Feel what it was like to live in 1666 and better understand the intricacies of politics, power and class divide of the time. Be drawn in by the fascinating web of intrigue and how it plays out to create one of the most devastating events in history.

My rating: 5 of 5 stars

Wonder Fire by B.J. Webster, is an awesome book filled with historical knowledge as well as the author’s take on the happenings of London in 1666.

This is a great book for a variety of reasons. The setting was interesting and hasn’t been overused by other authors. The characters were realistic and I found the speech to be very authentically written. I want to shake this author’s hand.

I find that when you read a book that the author was really passionate about, it shows in their writing and this was definitely the case here. The author has written a beautiful book, but has also shown the true historical side of things. The depth of her research is clear in the little known facts available in this book.

I can’t say enough good things about this book. Highly recommended to anyone curious about this period of history.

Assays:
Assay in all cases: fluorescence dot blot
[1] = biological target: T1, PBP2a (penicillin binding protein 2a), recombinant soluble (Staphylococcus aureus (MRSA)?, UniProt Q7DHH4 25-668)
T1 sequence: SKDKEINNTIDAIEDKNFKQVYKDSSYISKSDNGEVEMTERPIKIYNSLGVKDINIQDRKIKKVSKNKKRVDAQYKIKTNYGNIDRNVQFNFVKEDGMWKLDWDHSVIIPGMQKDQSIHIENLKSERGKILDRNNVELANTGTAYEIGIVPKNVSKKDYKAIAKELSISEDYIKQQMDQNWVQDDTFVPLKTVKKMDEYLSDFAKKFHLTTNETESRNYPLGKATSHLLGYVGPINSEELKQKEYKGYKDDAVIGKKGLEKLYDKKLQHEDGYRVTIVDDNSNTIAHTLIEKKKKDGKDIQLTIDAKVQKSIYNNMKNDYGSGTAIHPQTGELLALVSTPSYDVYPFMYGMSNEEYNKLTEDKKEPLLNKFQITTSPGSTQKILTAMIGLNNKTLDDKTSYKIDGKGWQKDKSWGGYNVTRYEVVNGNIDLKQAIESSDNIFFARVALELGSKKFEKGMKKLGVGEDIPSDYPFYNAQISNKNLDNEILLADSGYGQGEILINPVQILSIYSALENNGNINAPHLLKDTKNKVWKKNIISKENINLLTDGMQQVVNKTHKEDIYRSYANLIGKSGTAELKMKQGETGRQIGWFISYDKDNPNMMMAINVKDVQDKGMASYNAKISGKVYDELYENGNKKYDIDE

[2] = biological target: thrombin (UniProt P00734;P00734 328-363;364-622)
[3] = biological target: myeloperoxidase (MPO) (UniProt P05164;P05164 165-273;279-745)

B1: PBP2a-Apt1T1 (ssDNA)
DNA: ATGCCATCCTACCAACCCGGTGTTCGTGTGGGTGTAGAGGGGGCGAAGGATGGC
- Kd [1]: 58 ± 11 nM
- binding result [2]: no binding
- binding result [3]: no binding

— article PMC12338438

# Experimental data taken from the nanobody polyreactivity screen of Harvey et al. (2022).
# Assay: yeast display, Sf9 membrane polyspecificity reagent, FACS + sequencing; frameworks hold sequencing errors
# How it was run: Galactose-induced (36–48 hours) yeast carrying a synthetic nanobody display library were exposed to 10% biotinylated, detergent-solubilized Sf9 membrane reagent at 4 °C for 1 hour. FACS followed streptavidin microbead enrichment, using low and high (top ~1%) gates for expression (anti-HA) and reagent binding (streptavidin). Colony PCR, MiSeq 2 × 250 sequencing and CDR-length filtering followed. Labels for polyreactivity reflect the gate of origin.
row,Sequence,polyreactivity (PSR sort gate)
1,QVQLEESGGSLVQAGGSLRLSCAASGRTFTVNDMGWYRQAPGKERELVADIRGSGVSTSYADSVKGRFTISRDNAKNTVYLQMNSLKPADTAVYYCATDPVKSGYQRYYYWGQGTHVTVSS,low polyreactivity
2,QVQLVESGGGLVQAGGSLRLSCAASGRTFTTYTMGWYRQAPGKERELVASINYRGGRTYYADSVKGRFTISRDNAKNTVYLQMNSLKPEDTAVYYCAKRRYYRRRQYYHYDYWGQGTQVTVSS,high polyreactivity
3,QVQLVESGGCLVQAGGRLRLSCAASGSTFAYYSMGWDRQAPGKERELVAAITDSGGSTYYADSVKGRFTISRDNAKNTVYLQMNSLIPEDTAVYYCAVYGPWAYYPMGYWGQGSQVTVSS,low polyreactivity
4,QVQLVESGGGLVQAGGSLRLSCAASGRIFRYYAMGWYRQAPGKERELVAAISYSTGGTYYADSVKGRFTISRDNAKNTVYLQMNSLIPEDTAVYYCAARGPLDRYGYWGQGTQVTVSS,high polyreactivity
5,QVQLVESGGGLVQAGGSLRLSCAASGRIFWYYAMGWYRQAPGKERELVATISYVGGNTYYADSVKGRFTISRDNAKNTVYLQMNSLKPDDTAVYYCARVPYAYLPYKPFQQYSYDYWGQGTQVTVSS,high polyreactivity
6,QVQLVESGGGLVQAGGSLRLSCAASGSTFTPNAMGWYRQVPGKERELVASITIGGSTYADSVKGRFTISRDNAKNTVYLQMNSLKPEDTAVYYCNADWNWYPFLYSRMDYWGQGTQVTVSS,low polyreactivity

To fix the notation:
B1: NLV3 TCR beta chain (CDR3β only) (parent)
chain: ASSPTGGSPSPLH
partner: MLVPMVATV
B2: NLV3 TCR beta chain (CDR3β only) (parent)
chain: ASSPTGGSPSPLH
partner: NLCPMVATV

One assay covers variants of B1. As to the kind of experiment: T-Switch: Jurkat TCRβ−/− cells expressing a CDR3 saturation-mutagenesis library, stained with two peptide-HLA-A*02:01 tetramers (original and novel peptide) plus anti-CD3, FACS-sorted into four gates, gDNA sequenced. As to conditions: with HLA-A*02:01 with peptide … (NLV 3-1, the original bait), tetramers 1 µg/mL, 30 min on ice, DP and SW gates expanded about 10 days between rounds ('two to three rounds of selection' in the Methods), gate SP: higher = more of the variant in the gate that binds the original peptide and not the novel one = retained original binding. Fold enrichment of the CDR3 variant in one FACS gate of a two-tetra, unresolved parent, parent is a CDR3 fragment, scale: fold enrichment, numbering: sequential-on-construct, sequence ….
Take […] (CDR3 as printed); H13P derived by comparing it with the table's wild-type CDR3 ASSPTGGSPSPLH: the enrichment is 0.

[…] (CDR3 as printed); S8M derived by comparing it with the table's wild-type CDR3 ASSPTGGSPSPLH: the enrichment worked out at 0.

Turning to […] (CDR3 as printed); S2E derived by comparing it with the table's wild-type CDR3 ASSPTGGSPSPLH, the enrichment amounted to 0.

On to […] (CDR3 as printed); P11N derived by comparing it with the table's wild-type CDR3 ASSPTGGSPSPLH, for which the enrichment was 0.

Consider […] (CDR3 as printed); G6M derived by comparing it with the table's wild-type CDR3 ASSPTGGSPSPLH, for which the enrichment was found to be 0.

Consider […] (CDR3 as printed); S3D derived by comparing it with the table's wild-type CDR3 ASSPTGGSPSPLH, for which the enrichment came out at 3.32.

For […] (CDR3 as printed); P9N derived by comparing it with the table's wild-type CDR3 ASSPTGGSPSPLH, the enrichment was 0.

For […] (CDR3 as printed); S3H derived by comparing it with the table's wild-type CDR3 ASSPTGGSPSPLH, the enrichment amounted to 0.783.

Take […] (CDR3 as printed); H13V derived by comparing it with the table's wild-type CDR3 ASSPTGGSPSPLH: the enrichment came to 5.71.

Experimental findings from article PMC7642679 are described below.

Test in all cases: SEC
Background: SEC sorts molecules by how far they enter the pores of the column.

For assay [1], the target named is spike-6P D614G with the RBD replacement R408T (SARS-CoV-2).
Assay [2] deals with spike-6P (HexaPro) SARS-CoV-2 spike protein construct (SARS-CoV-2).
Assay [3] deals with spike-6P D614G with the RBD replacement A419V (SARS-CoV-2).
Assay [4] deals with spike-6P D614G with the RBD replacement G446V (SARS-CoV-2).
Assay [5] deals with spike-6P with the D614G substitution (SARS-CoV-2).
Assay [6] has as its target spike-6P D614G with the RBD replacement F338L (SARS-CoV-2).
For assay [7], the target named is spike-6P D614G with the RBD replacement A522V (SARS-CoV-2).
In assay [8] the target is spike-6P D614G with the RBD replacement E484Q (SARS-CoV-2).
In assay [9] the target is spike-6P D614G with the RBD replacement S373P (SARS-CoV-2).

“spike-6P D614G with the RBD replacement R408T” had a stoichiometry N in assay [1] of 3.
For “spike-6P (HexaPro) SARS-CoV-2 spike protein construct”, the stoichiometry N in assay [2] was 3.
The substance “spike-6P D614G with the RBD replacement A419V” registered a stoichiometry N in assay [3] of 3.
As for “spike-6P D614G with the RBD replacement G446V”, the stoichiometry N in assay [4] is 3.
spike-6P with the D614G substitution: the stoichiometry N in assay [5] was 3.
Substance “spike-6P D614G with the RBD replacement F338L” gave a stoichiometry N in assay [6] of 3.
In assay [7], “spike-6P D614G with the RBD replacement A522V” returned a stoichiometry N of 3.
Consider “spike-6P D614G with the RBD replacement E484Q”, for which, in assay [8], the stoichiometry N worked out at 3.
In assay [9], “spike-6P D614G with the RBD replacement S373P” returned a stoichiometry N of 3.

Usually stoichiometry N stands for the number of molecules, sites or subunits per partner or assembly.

This review is based on a complimentary copy in exchange for an honest review. All opinions are my own.

Trust No One by Paul Cleave

Trust No OneTrust No One by Paul Cleave

In the exciting new psychological thriller by the Edgar-nominated author of Joe Victim, a famous crime writer struggles to differentiate between his own reality and the frightening plot lines he’s created for the page.

Jerry Grey is known to most of the world by his crime writing pseudonym, Henry Cutter-a name that has been keeping readers at the edge of their seats for more than a decade. Recently diagnosed with early onset Alzheimer’s at the age of forty-nine, Jerry’s crime writing days are coming to an end. His twelve books tell stories of brutal murders committed by bad men, of a world out of balance, of victims finding the darkest forms of justice. As his dementia begins to break down the wall between his life and the lives of the characters he has created, Jerry confesses his worst secret: The stories are real. He knows this because he committed the crimes. Those close to him, including the nurses at the care home where he now lives, insist that it is all in his head, that his memory is being toyed with and manipulated by his unfortunate disease. But if that were true, then why are so many bad things happening? Why are people dying?